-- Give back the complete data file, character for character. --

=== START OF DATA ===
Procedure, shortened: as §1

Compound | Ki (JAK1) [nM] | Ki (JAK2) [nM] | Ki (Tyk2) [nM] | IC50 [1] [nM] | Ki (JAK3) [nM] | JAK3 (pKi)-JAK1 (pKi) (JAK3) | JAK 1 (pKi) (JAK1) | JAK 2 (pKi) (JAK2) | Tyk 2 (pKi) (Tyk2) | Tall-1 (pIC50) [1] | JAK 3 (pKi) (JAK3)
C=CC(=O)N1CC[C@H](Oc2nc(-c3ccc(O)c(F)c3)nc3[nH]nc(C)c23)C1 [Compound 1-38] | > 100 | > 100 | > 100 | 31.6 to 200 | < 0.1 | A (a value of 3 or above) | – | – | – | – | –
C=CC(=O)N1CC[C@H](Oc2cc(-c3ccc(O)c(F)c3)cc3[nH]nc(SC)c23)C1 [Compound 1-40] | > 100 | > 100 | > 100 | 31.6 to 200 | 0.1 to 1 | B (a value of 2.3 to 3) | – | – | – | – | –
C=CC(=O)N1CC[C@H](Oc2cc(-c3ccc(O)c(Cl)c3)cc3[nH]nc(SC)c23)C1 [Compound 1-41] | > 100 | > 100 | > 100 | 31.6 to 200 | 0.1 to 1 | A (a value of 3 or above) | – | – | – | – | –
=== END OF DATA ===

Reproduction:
Procedure, shortened: as §1

Compound | Ki (JAK1) [nM] | Ki (JAK2) [nM] | Ki (Tyk2) [nM] | IC50 [1] [nM] | Ki (JAK3) [nM] | JAK3 (pKi)-JAK1 (pKi) (JAK3) | JAK 1 (pKi) (JAK1) | JAK 2 (pKi) (JAK2) | Tyk 2 (pKi) (Tyk2) | Tall-1 (pIC50) [1] | JAK 3 (pKi) (JAK3)
C=CC(=O)N1CC[C@H](Oc2nc(-c3ccc(O)c(F)c3)nc3[nH]nc(C)c23)C1 [Compound 1-38] | > 100 | > 100 | > 100 | 31.6 to 200 | < 0.1 | A (a value of 3 or above) | – | – | – | – | –
C=CC(=O)N1CC[C@H](Oc2cc(-c3ccc(O)c(F)c3)cc3[nH]nc(SC)c23)C1 [Compound 1-40] | > 100 | > 100 | > 100 | 31.6 to 200 | 0.1 to 1 | B (a value of 2.3 to 3) | – | – | – | – | –
C=CC(=O)N1CC[C@H](Oc2cc(-c3ccc(O)c(Cl)c3)cc3[nH]nc(SC)c23)C1 [Compound 1-41] | > 100 | > 100 | > 100 | 31.6 to 200 | 0.1 to 1 | A (a value of 3 or above) | – | – | – | – | –